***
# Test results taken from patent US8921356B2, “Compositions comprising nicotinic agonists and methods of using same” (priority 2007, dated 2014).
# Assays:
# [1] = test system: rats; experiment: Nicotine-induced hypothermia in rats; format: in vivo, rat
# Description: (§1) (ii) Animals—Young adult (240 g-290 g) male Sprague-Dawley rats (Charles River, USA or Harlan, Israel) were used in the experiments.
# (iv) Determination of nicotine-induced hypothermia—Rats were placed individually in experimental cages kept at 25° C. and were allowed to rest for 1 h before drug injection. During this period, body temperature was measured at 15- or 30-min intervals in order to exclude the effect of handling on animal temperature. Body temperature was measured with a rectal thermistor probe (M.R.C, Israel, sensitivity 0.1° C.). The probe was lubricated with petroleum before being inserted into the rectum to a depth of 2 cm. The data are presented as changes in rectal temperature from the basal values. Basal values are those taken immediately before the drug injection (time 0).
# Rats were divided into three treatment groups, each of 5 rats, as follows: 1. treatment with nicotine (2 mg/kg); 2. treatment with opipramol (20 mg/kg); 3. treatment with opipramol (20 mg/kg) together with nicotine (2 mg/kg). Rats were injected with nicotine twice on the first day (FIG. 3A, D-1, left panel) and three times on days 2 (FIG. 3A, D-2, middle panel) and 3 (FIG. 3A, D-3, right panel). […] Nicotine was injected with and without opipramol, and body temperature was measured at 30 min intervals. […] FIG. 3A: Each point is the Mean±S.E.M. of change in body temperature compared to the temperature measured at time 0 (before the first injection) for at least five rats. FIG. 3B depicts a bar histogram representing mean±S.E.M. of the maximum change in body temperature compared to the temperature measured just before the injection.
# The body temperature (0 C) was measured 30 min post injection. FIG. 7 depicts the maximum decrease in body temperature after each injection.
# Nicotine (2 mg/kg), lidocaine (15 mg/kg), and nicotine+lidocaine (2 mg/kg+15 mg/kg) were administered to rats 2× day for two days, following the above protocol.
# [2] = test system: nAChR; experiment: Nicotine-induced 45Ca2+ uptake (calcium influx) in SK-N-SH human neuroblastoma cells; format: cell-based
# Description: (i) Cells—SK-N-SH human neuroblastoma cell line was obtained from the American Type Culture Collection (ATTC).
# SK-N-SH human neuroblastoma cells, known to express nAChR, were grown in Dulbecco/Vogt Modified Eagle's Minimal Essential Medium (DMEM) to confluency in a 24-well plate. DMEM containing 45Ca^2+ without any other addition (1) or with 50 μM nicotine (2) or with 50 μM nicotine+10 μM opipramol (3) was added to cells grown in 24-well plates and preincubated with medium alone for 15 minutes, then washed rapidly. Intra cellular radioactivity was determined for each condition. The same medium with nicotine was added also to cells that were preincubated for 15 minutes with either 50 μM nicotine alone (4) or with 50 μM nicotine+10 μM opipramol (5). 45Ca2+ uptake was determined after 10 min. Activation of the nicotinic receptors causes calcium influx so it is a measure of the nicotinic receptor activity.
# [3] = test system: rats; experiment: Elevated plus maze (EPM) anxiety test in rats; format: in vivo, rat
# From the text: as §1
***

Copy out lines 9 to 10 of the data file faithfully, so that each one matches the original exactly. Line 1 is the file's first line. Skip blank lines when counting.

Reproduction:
# [2] = test system: nAChR; experiment: Nicotine-induced 45Ca2+ uptake (calcium influx) in SK-N-SH human neuroblastoma cells; format: cell-based
# Description: (i) Cells—SK-N-SH human neuroblastoma cell line was obtained from the American Type Culture Collection (ATTC).